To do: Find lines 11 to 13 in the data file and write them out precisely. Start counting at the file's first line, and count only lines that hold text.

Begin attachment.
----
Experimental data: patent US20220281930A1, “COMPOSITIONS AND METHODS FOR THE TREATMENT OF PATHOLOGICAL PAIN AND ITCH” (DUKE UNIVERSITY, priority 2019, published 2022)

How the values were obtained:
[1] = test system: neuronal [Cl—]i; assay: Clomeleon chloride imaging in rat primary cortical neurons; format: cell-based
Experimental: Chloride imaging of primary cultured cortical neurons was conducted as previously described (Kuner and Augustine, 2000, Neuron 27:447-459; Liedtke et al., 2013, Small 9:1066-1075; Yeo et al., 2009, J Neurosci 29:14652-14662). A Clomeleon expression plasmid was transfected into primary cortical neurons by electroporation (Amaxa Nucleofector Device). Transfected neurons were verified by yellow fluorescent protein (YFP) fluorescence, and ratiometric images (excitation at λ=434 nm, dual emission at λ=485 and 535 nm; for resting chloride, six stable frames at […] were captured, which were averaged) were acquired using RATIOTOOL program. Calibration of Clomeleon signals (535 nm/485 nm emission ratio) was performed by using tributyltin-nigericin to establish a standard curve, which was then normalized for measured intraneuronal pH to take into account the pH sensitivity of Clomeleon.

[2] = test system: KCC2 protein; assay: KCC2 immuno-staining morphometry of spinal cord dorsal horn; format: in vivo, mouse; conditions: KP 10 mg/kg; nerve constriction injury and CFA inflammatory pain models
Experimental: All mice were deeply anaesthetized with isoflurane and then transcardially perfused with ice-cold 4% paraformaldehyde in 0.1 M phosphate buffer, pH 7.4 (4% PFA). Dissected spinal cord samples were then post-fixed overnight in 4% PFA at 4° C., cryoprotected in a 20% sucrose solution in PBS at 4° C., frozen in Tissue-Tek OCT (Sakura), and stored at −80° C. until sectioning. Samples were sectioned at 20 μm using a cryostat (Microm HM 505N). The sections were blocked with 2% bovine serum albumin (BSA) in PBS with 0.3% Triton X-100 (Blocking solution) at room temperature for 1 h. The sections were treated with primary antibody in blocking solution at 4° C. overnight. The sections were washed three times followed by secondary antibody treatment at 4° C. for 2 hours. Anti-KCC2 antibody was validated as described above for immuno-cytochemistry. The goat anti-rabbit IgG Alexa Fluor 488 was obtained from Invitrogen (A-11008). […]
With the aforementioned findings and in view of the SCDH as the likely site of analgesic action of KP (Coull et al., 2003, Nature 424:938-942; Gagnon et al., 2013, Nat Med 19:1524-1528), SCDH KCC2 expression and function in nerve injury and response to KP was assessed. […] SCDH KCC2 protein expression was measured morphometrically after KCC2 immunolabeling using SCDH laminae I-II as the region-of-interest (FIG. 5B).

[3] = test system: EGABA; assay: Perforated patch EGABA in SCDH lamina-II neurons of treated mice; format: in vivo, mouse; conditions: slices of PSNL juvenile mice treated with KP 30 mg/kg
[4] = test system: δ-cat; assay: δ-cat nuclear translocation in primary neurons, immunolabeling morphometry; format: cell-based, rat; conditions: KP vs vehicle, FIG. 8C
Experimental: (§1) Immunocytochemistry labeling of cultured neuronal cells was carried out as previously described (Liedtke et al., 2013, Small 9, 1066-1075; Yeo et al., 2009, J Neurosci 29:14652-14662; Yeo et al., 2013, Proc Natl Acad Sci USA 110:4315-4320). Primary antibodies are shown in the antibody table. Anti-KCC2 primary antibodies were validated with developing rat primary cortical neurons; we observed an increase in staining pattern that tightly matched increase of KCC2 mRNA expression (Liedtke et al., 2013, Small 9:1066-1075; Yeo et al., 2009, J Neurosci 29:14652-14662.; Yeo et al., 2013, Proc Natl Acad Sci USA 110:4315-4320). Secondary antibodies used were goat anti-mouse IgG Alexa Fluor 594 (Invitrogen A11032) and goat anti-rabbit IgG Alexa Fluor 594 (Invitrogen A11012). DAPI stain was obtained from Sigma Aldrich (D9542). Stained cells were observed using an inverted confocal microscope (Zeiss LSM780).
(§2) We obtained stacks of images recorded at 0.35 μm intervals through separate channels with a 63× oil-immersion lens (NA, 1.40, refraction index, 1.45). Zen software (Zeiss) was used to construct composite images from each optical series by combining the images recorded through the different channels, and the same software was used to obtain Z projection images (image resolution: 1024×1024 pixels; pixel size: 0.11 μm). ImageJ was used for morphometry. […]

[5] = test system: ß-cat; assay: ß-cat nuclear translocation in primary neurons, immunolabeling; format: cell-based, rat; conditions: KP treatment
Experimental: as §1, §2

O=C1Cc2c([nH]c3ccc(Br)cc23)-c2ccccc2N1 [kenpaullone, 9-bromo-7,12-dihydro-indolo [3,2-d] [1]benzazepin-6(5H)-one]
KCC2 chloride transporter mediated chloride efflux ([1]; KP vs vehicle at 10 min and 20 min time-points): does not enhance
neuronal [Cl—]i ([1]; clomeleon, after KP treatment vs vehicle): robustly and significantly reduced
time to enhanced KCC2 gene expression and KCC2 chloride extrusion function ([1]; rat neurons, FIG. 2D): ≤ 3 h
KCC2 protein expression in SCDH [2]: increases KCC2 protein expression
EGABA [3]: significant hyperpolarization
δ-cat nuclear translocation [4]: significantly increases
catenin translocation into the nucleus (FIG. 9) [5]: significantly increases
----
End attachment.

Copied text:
(§2) We obtained stacks of images recorded at 0.35 μm intervals through separate channels with a 63× oil-immersion lens (NA, 1.40, refraction index, 1.45). Zen software (Zeiss) was used to construct composite images from each optical series by combining the images recorded through the different channels, and the same software was used to obtain Z projection images (image resolution: 1024×1024 pixels; pixel size: 0.11 μm). ImageJ was used for morphometry. […]

[5] = test system: ß-cat; assay: ß-cat nuclear translocation in primary neurons, immunolabeling; format: cell-based, rat; conditions: KP treatment
Experimental: as §1, §2